What sort of restrictions are they under? Most often, these sensors don’t connect to the major networks of telecoms operators, or to radio frequency bands controlled by certain organisations, such as the fire brigade or the military. Instead, they share small frequency bands which are open to everyone: Wi-Fi, mobile networks, visible light frequency bands, etc. The drawback to these, however, is that they are rare and cluttered. These are ISM bands, for industrial, scientific, and medical use.
Two main obstacles have to be overcome in order to use these bands. You first have to try to limit the risk of delay and electromagnetic pollution caused by interference. One way of doing this is to try to send the most useful data at a time when the network is least busy. You then have to find ways of securing communications on networks that, by their very nature, are totally exposed.
When a malicious node is detected, the network normally has to be able to adapt its routing protocol to allow it to route information via a more secure channel”, outlines Nathalie Mitton.
The FUN is in eliminating constraints
In addition to concerns raised regarding data protection, “sensors are often also small objects, with limited resources in terms of battery life, processing power or memory, and in some cases they are mobile, including those fitted to drones or worn by animals”.
This wide variety of resources and contexts has a number of different implications for our researchers. Faced with limited storage capacities, they must find quick ways of transmitting information so as not to risk losing it, and often have to draw on their creativity. “Our aim is for all transmission technologies, whether light communication, Wi-Fi or LoRa/Sigfox networks, to coexist and even to assist each other.”
As for whether or not such discoveries might be made obsolete by the much-heralded arrival of 5G, which is capable of covering large areas at very high mobile speeds, this specialist is not so sure. There will always be uncovered areas, whether in the ocean or in remote terrain. It’s also likely that there will be more and more sensor networks looking to take a cheaper, alternative route should the opportunity arise.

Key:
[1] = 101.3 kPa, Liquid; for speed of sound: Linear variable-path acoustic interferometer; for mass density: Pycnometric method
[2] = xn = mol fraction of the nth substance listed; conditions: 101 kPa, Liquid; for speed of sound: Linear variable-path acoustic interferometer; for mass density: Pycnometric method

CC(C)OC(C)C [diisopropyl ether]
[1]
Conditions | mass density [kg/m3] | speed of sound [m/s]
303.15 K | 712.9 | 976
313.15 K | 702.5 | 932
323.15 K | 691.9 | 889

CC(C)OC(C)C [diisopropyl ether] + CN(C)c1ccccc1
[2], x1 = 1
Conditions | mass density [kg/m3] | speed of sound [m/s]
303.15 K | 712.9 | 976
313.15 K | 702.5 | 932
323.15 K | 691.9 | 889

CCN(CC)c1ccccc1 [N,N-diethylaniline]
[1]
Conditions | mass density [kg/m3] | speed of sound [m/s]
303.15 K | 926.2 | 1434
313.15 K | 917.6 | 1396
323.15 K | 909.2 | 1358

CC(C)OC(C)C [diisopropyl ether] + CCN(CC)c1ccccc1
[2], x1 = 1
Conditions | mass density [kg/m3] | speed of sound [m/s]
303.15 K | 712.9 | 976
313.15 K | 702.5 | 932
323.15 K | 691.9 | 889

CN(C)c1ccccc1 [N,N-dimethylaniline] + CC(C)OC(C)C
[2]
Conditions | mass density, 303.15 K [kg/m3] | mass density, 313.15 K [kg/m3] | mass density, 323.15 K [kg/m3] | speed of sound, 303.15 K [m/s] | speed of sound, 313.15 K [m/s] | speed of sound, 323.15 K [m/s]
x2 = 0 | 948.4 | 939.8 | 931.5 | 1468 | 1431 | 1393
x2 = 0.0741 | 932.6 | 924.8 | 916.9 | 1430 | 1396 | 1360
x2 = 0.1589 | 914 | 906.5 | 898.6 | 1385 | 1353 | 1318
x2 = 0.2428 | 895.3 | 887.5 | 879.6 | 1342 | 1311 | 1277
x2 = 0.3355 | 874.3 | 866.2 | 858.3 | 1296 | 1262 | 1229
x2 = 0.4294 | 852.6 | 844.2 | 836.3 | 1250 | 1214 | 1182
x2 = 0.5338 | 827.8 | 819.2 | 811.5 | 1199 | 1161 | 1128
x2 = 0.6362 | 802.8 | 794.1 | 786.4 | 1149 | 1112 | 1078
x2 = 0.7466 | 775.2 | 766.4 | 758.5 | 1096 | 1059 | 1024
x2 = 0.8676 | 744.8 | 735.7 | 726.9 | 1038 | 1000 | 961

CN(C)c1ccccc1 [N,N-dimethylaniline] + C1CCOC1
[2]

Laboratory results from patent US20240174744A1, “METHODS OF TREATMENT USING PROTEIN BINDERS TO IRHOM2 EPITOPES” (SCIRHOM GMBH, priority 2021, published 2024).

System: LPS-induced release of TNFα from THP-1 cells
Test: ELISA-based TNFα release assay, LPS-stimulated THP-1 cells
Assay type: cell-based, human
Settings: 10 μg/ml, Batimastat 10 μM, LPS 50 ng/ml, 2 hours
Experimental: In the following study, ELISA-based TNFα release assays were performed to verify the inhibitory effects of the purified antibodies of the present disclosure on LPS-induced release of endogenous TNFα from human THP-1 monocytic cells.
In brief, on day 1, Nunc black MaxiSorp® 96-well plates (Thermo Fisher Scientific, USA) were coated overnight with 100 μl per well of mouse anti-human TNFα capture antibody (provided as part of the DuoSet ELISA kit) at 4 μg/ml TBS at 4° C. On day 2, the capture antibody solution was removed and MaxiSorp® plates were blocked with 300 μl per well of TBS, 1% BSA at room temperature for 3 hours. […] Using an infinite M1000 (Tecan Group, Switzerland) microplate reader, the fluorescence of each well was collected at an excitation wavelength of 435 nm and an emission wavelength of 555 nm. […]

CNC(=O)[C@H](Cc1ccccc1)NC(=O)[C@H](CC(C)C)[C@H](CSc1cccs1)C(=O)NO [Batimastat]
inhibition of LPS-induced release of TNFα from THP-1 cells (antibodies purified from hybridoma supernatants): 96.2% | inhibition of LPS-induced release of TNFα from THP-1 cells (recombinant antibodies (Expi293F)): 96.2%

After graduating with a degree in engineering from INSA Lyon, Nathalie Mitton studied for a PhD in wireless networks at the same school, before joining the Inria Lille - Nord-Europe centre in 2006 to devote herself fully to research. Her research into wireless sensor networks, which are vital to the future of connected objects, earned her the recognition of her peers in the worlds of industry and research. Indeed, a number of them put forward a case for her to be made a chevalier of France’s National Order of Merit in early 2020. At an international level, her fellow female scientists, in the form of the community N2Women (“Networking Networking Women”), also named her as one of the top 10 women in networks.
The FUN project team has close ties with this EU project, which is coordinated by the Portuguese consultancy firm PDMFC and partly funded by the Hauts-de-France region. Its aim is to secure communication infrastructure between sensors, which is viewed as critical.
The researchers from FUN are also involved in another EU project, with support from a number of institutions, including the ANR (the French National Research Agency). Their goal is to invent new techniques for dynamic network resource allocation.